Last year, Recep Tayyip Erdoğan the President of Republic from JDP (Justice and Development Party) responded to the criticisms about 650-Turkish-lira grants and loans given by Higher Education Credit and Hostels Institution (KYK) and said “When we went into power, those grants were just 45 Turkish lira; shame on you!” Students say that the KYK grant which has risen from 650 Turkish lira to 850 Turkish lira this year, isn’t enough to satisfy their needs for housing and food. Students stating that they had to work in part-time or full-time jobs for studying in a university, are demanding their grants to be increased. Yiğit says “I have a grant which amounts to 1,000 Turkish lira. I could afford to eat and drink out early on. Now, my rent hasn’t risen yet but I can’t do those things because of rises in food prices. While the increase rate of rent is above the inflation, the increase rate of grants is so small in amount. They aren’t raising the grant amounts. KYK has risen from 650 to 850 and it has nothing to do with the real inflation rate. We claim the existence of a welfare state approach, but in a welfare state, at least, a grant to meet my need for shelter and food would be given. I can’t afford either with that money. I can’t manage. So, I work part-time. I am trying to sustain my life in that way. While studying, I absolutely have to work at a job. KYK grant doesn’t meet my food and housing expenses. I can also ask my family for some money. I work at daily jobs. I work as a private tutor and pollster.  I think a 20-year-old student shouldn’t do all this. My courses are also affected because of those circumstances. During the time I should study, I am at work.”

Stating that her houseowner will dispossess her soon, Eftelya says “3 people are living in a 80-meter-square house and pay 3,000 Turkish lira for rent. I pay it through the support of my family and my grants. For now, we can afford it but our houseowner insists on dispossessing us. If we rent a new house, it will cost 5,000 – 6,000 Turkish lira. Then, we will have to reduce food costs and meet our need for housing. Neither our grants nor our family’s income rise in the same proportion. However, rental prices so sharply rise that they can’t be afforded. We are bound to shelterlessness.”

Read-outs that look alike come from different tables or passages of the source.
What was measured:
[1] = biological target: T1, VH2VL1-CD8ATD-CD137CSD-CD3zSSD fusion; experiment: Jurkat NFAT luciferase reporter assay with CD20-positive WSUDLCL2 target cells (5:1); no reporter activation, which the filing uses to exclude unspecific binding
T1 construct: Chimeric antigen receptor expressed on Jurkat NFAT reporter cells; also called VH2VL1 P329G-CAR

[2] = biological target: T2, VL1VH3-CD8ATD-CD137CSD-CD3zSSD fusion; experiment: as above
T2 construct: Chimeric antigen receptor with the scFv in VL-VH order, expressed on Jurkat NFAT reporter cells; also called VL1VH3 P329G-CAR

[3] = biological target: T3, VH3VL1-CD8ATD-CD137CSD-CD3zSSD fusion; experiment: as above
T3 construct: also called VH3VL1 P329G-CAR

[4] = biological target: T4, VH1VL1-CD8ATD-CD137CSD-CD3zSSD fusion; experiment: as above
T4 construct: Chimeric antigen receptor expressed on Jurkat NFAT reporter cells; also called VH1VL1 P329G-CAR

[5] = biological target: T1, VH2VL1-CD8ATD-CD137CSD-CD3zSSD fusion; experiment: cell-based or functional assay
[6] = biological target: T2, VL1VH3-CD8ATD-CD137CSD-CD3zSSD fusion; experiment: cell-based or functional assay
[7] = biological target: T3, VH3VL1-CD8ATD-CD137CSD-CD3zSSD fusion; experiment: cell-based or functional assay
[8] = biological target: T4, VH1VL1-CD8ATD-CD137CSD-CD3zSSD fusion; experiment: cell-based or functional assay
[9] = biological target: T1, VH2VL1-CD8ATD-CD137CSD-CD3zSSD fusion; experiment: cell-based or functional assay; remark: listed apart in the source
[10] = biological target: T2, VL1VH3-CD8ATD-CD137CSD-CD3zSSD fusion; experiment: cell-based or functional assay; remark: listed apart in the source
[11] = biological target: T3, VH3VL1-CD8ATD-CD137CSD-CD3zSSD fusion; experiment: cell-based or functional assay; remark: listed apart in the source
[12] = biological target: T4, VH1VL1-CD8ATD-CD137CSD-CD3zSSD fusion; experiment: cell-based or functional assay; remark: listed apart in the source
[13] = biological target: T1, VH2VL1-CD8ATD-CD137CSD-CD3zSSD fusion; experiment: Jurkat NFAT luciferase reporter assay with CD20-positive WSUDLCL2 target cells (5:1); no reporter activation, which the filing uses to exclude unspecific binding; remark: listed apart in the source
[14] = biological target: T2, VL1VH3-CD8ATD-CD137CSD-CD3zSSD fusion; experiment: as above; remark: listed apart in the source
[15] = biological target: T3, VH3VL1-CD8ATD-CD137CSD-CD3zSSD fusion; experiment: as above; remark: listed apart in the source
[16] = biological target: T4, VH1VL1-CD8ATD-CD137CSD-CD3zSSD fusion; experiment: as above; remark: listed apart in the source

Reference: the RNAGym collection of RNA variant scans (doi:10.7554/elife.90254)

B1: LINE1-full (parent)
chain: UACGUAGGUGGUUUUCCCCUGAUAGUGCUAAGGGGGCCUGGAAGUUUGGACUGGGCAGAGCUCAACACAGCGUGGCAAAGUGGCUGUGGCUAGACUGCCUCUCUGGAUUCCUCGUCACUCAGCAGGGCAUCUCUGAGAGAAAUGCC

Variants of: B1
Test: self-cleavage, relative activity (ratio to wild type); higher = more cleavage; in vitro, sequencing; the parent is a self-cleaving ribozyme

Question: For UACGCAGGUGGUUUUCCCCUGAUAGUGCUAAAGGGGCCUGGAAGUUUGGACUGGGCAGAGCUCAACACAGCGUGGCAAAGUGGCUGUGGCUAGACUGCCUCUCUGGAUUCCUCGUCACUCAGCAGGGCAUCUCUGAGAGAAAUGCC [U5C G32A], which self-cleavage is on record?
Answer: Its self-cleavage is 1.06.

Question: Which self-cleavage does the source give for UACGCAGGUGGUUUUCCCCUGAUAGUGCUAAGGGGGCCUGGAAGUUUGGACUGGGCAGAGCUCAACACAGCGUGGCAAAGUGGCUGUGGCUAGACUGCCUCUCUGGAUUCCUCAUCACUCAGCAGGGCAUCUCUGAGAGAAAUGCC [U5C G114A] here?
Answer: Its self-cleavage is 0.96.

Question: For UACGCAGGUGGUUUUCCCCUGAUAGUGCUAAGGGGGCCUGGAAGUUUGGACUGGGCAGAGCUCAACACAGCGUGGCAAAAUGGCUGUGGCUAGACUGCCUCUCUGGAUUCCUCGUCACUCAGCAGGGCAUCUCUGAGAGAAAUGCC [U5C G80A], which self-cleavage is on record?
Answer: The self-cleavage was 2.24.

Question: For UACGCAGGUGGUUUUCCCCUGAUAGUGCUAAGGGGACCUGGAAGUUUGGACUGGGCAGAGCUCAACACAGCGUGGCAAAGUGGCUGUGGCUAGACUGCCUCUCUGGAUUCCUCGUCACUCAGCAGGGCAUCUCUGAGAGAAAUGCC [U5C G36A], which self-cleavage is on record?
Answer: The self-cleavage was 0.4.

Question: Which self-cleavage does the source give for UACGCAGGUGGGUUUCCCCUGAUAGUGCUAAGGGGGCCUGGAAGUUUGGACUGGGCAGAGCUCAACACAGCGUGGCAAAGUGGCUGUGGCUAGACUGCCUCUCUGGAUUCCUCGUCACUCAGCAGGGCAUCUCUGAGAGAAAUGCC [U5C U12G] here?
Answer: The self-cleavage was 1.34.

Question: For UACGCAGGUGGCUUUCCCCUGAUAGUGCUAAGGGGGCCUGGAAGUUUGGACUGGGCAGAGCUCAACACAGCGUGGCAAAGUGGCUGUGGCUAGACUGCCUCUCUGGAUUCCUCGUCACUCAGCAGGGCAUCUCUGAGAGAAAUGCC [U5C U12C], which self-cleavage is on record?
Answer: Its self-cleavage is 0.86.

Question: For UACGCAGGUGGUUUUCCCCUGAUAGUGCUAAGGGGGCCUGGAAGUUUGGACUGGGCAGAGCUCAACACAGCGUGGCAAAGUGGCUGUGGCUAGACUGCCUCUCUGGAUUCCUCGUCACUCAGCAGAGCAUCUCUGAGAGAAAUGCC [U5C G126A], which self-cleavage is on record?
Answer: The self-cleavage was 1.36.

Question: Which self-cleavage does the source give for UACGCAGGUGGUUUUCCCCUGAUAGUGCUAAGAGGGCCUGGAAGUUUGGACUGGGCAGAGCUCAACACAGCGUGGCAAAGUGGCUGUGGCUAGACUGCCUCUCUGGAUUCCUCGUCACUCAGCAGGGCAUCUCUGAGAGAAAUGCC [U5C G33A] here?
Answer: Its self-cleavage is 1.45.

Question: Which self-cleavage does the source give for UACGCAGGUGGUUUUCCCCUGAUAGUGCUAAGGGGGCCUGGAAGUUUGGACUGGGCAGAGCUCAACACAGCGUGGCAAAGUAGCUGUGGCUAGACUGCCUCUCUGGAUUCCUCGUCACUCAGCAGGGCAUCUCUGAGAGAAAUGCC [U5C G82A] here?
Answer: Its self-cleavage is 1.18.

“I don’t feel anxious while walking home late in the night.”

Boğaziçi students think that they have difficulties unless they stay in either Rumeli Hisarı neighborhood or university dormitories. Because of the distance between the campus and other places in the vicinity as well as difficulties in accessing the dining hall, library and other facilities of the university, they emphasize the necessity of living around the campus. Eftelya says that “The determining factor when I rented a place here was its closeness to the campus. Arriving the campus in 5 minutes without using any public transportation in  Istanbul where the transportation is hard, expensive and tiring is of great advantage. In addition, it minimizes the number of situations such as being late to the courses/exams because of reasons beyond control. After I began to live in Hisarüstü, one of the reasons that made me keep living there was its safety. All along the way, I often meet a friend or an acquaintance from the university. I don’t feel anxious while walking home late in the night. Besides, in an emergency, I can ask my friends living in the side street for help. Moreover, peace in the neighborhood is also an affecting factor. Most of the Hisarüstü dwellers who are not students are also respectful and peaceful. Lastly, we have the opportunity to access anything we need in the neighborhood.”

“Living a normal life has become a luxury”

Rumeli Hisarı which students flow into and even engage in auctions for renting houses is indeed a place of unplanned urbanization. Boğaziçi students who suffer from problems of humidity, soot and  scorpions coming out from bathrooms still insist on staying there. Eftelya explains it in that way “The neighborhood mostly consists of old buildings and slums. The neighborhood which was set in the period when Istanbul had large migration owns unique architectures and streets. Narrow streets, adjoined buildings and  complex roads  for saving space are characteristic features of Hisarüstü. Given that most of the buildings are slums or old, they can’t withstand earthquakes, either.  After all,  despite all those circumstances, both students and the dwellers of the neighborhood still keep staying there because it is a safe neighborhood where transportation to other settlements is easy.”

Emphasizing that not only housing but also eating and drinking in cafes and restaurants is really expensive, Yiğit says “Rumeli Hisarı, that is to say, the place where we as students live has unplanned urbanization. However, there are housing estates two streets far in the distance.  We can’t afford to live there. We are settled in slums. We highly pay for so little houses, unplanned architecture and 2-meter-square, gloomy places. There are  supermarket chains in the vicinity. There are cafes and restaurants which appeal to students. They are not luxurious but they still have extreme prices; they are so expensive. You cannot leave there without paying 50 or 40 Turkish lira. When we want to drink coffee, we pay at least 25 Turkish lira. That is to say, living a normal life has become a luxury.”

*June 2022